UK budget can’t hide continued cuts


Independence is the only way Scotland can properly create opportunities and secure the investment in public services and the economy Scotland needs, Scotland’s Finance Secretary John Swinney said today, following the UK Chancellor’s final budget before the referendum.

Whilst the budget included some welcome but overdue support for key Scottish industries, Mr Swinney said it had failed to meet Scotland’s needs and showed that there were significant cuts still to come from Westminster.

The Scottish Government’s discretionary budget is being cut by nearly 11% in real terms over the five year period to 2015-16, reflecting the UK Government’s plans, confirmed again today, to make a total of £37bn of cuts across the UK in 2014-15 and 2015-16. The Chancellor also confirmed his intention to continue his austerity drive until at least 2018-19.

Commenting on the Chancellor’s Budget, John Swinney said:

“Scotland is a wealthy country and we can more than afford to be independent. In each of the last 33 years Scotland has paid more in tax per head than the UK and in the last five years Scotland would be £1600 per head better off than the UK – money that could have been invested in the economy, in public services and reducing debts.

“This was Westminster’s last chance to show it could create opportunity for Scotland and reject the diet of austerity. Once again Westminster has failed to deliver for Scotland.

“This budget confirms a further squeeze on public spending and a further austerity plan

“The £63m added to the Scottish budget today is small beer compared to the significant cuts Scotland has faced since 2010. The Chancellor is planning a further £37 billion of cuts across the UK over the next two years and tens of billions to come afterwards. These cuts would be worse still if Scotland does not vote for independence and Westminster takes the knife to the Barnett formula.

“The reality is Westminster has presided over the weakest recovery in living memory, and since the downturn began the UK has had the weakest performance of any G7 country outside of Italy.

“UK public sector debt is now set to reach £1.5 trillion, its highest level in history, confirming that the Chancellor’s economic strategy has failed.

“Despite the Chancellor’s claims of improved economic performance by the end of next year, the UK economy is now expected to have grown by 5% less than he projected when he first came to office – forcing him to borrow an additional £190bn beyond his original forecast.”

The Finance Secretary continued:

“While I welcome the Chancellor’s choice of whisky as his referendum tipple, sticking with the Westminster system will leave Scotland with a severe hangover.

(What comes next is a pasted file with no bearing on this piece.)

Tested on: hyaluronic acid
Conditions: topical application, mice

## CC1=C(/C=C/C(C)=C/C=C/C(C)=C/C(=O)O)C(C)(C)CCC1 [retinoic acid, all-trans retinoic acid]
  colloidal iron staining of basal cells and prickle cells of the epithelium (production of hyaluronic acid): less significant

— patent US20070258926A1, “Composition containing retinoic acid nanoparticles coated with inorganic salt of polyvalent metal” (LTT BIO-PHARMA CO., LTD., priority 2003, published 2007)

“The changes on APD simply do not go far enough to solve the problems faced in Scotland and with independence we will reduce rates of APD by 50% with a view to abolishing them completely when conditions allow.

“Help for savers and pensioners is long overdue but with real incomes being squeezed very few families in Scotland will be able to take full advantage of what is on offer.

“And with the welfare cap set to include pensions credit and savings credit which currently offer real help to poorer pensioners and will continue in an independent Scotland the Chancellor’s claims to protect pensioners do not stack up.”

Commenting on the latest projections from the Office of Budget Responsibility and the Chancellor’s claims on North Sea oil, Mr Swinney added:

“Westminster and those opposed to independence cannot simultaneously accept in full the Wood Report with its projections of higher production and at the same time cite the OBR forecasts of lower revenues from declining production.

“Increased investment in the North Sea will lead to increased production with a further 24 bn barrels of oil still to come from the North Sea.

“The Scottish Government have shown the progress that can be made in Scotland with the few powers we currently have. Figures today show Scotland is continuing to outperform the UK across all headline labour market indicators, with a lower unemployment rate, higher employment rate and lower economic inactivity rate. In addition, the latest surveys show business is both investing in Scotland and hiring in Scotland.

“In just under six months’ time voters in Scotland can choose to put all the decisions on taxation, spending and job-creation in the hands of the people of Scotland, not Westminster politicians, build on our success and escape from the poor decisions of Westminster governments we didn’t elect.”

By the end of 2015 the UK economy is forecast to have grown by five per cent less than projected in June 2010 (the Chancellor’s first Budget).

That missed opportunity means borrowing will be around £190 billion higher than projected in June 2010.

UK debt is now expected to reach £1.5 trillion in 2018-19 – highest ever in cash terms.

In his speech the Chancellor claimed “we’re now growing faster than Germany, faster than Japan, faster than the US – in fact there is no major advanced economy in the world growing faster than Britain today.”

However, the UK has had the weakest recovery to date of all its G7 partners, with the exception of Italy. The UK may be growing faster in one or two quarters but France, Canada, Germany and the US are now all above their pre-recession peaks.